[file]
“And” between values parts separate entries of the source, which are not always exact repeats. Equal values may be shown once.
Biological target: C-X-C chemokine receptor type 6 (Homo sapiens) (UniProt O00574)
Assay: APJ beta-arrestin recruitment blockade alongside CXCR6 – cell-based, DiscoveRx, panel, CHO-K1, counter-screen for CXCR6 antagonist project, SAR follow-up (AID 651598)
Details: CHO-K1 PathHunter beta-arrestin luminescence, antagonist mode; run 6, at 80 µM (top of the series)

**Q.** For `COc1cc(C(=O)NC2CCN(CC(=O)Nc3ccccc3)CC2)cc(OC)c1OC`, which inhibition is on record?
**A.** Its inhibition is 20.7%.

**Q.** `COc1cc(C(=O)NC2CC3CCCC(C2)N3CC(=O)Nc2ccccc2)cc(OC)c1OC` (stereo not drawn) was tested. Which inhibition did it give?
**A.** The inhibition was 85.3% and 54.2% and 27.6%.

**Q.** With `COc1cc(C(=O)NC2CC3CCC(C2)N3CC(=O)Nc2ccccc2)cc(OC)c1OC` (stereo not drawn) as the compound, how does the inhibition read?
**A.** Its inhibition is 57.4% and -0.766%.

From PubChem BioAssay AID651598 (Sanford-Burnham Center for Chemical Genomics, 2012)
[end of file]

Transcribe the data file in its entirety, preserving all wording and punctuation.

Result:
“And” between values parts separate entries of the source, which are not always exact repeats. Equal values may be shown once.
Biological target: C-X-C chemokine receptor type 6 (Homo sapiens) (UniProt O00574)
Assay: APJ beta-arrestin recruitment blockade alongside CXCR6 – cell-based, DiscoveRx, panel, CHO-K1, counter-screen for CXCR6 antagonist project, SAR follow-up (AID 651598)
Details: CHO-K1 PathHunter beta-arrestin luminescence, antagonist mode; run 6, at 80 µM (top of the series)

**Q.** For `COc1cc(C(=O)NC2CCN(CC(=O)Nc3ccccc3)CC2)cc(OC)c1OC`, which inhibition is on record?
**A.** Its inhibition is 20.7%.

**Q.** `COc1cc(C(=O)NC2CC3CCCC(C2)N3CC(=O)Nc2ccccc2)cc(OC)c1OC` (stereo not drawn) was tested. Which inhibition did it give?
**A.** The inhibition was 85.3% and 54.2% and 27.6%.

**Q.** With `COc1cc(C(=O)NC2CC3CCC(C2)N3CC(=O)Nc2ccccc2)cc(OC)c1OC` (stereo not drawn) as the compound, how does the inhibition read?
**A.** Its inhibition is 57.4% and -0.766%.

From PubChem BioAssay AID651598 (Sanford-Burnham Center for Chemical Genomics, 2012)